Piemontese cattle originate from the region of Piedmont in northwest Italy, a region that is secluded and protected by the Alps mountain range. This area was populated with an ancient European breed of cattle known as Auroch (Bos Primigenius). Descendants of the Aurochs and other domestic European cattle common to the more temperate zones belong to the species of bovine known as Bos Taurus.
Approximately 25,000 years ago, Zebu (or Brahman) cattle (Bos Indicus), which were common in tropical areas such as India and Africa, began to migrate from Pakistan, some of which stopped preferring the valleys of the Piedmont region, taking advantage of the natural Alpine barriers.
These two distinct breeds, the Auroch and the Zebu, blended and evolved in the harsh mountain terrain over thousands of years to become the Piemontese breed.
There are several breeds from Italy which also show the influence of this Zebu migration – these are the so-called Italian “white breeds" but the similarity to the Piemontese does not go further than the colour.
In 1886, the appearance of double-muscling in Piemontese cattle attracted the attention of breeders, who had the foresight to recognise the enormous potential of this development. The first Italian Herdbook was opened in 1887 and breeding programs designed to improve the herd and eliminate detrimental aspects associated with double-muscling were put in place.
The Myostatin gene was discovered over one hundred years later. It is this gene, that occurs naturally in all mammals, that restricts muscle growth. However, in the case of Piemontese cattle, the gene naturally mutated resulting in the unrestricted muscle development known as double-muscling. Muscle development in Piemontese cattle averages 14 percent higher than in most other breeds, and the Myostatin gene also helps to provide the consistent tenderness of Piemontese beef.
The Piemontese is generally white to light grey in colour with the muzzle (including inside the mouth), around the eyes, ears, tassle of the tail, hooves and horns being black. At birth the coat colour of the calves is of a deep pale fawn.
The breed is of medium size with fine bone structure ,confirmation is broad and muscular with a medium sized dewlap. The cows generally weigh around 550-600 kg, at birth the calves weigh on average from 40 to 45 kg.
Piemontese cattle are docile and highly fertile, they exhibit excellent mothering instincts, ample milk yield, and longevity; often producing for greater than nine years. Calving ease is a result of the delay in the manifestation of the double-muscling, usually occurring several weeks after birth. Combined with a light bone structure this results in long slim calves.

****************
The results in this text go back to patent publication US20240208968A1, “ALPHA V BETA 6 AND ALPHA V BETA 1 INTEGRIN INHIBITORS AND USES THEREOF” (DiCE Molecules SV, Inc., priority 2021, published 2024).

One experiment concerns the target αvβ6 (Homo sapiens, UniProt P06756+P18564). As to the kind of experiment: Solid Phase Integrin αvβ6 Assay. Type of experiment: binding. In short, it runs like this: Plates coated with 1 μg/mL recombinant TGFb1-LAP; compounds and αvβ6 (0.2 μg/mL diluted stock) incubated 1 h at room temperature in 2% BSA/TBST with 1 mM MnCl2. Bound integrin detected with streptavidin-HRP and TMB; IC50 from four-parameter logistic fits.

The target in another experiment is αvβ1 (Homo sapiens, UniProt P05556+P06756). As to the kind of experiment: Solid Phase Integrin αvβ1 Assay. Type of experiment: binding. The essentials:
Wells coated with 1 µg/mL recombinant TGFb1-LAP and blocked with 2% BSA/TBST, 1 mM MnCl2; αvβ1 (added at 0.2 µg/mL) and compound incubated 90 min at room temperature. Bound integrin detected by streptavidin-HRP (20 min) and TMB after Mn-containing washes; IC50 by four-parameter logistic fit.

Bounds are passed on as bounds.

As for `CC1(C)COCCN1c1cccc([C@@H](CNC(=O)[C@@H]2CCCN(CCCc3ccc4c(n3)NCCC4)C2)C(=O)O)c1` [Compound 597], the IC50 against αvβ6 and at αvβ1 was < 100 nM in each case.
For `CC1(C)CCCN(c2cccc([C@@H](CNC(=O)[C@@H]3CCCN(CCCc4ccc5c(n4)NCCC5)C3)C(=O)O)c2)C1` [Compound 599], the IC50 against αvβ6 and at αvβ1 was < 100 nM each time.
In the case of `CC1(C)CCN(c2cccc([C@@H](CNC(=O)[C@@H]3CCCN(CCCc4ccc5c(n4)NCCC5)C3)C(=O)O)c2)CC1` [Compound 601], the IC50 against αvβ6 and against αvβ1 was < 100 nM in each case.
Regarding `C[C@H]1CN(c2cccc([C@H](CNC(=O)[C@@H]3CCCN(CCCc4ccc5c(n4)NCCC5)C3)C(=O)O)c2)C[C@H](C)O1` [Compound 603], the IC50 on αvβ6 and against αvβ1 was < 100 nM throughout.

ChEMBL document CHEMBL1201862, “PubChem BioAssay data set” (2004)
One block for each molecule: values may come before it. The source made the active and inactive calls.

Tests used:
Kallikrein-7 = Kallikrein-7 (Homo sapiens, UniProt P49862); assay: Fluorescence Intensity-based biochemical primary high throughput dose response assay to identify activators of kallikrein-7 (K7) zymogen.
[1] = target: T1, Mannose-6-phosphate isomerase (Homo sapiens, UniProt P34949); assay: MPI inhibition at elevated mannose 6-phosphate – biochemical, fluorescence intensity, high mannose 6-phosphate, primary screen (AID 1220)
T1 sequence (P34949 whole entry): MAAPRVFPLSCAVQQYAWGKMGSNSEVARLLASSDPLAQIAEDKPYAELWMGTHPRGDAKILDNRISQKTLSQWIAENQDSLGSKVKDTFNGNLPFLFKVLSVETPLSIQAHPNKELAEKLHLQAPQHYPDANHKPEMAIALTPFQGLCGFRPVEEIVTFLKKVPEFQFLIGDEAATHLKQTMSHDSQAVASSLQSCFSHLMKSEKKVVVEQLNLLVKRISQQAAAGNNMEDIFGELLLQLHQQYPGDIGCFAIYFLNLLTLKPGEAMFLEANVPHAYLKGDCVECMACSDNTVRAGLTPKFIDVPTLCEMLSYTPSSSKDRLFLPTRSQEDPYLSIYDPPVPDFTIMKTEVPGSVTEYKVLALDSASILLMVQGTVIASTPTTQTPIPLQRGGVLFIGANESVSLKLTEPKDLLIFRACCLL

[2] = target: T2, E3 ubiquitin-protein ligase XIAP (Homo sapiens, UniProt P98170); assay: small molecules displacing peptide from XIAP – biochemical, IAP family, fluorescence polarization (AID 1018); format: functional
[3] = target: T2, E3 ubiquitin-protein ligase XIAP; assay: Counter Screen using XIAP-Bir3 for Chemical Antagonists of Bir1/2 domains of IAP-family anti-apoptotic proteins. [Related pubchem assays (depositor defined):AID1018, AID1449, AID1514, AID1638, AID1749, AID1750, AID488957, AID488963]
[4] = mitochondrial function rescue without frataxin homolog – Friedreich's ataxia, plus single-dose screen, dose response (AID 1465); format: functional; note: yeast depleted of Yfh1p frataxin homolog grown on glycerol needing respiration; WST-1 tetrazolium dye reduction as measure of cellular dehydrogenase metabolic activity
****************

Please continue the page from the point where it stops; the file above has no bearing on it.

The particular characteristic of the Piemontese cattle mentioned above, is the muscular hypertrophy, better known as the 'double muscle factor'. The double muscle factor appeared at the beginning of last century and spread progressively over the breed up to a point in which nearly all the Herd-book animals possess this characteristic and a very high percentage of the breed as a whole.
The milk production of the Piemontese is sufficient to suckle the calf; this as a consequence of the double-purpose selection applied on the breed in the past. Some of the Piemontese breeders use the milk for cheese production. The cheeses "Castelmagno", "Bra", "Raschera" and many of the "Tome" coming from the valleys of the region Piemonte are produced with Piemontese milk.
Piemontese are known for their high feed conversion and efficiency, and were ranked first for their feed lot performance ratio by the Great Western Beef Expo in 1991. Higher than average weight gains are common, and in some studies, the Piemontese breed achieved a 4.44 lbs (2 kg) average daily weight gain.
Early maturing and long living
High fertility levels
High feed efficiency
High dressing percentages
Beef with lower fat and cholesterol
The Piemontese produces carcasses of considerable value which, thanks to the meat potential and the low fat rates, rank in the highest categories of the EUROP-classification.
The mg of cholesterol in a 100g piece of Piemontese beef is just 48.5mg compared with other beef (73mg), pork (79mg), roast chicken (76mg) and sole (52mg).
Results from the United States Department of Agriculture's Meat Research Centers Germplasm Evaluation Program, comparing eleven breeds, report that although live weights of Piedmontese were significantly lighter than those of Angus or Herford sires, retail product weight was greater because of the higher dressing and retail product percentage. The unique heritable traits of Piedmontese are passed on in the first cross, meaning that even a 50% Piedmontese will exhibit significantly more red meat with less fat and bone. The report also indicates that Piedmontese are an excellent candidate for use as terminal sire breeds.
Research conducted by the United States Department of Agriculture (USDA) at the MARC Center compared eleven breeds of cattle. The results of these studies confirm that not only is Piemontese beef genetically lower in fat than other breeds, it had the lowest fat thickness, .29-inches, and the greatest tenderness, 11.0 pounds on the Warner Bratzler Shear Force test, of all the breeds in the study. Results also showed that the average Piemontese steak was almost 70 grams heavier than the Hereford-Angus cross steak (357.1 grams compared to 288.3 grams) which is expected due to larger rib-eye areas on Piemontese.
Piemontese cattle are Italy's most popular breed and their numbers are growing worldwide. Piemontese can be found in Australia, Brazil, Canada, Denmark, Great Britain, Holland, Mexico, Poland, and New Zealand.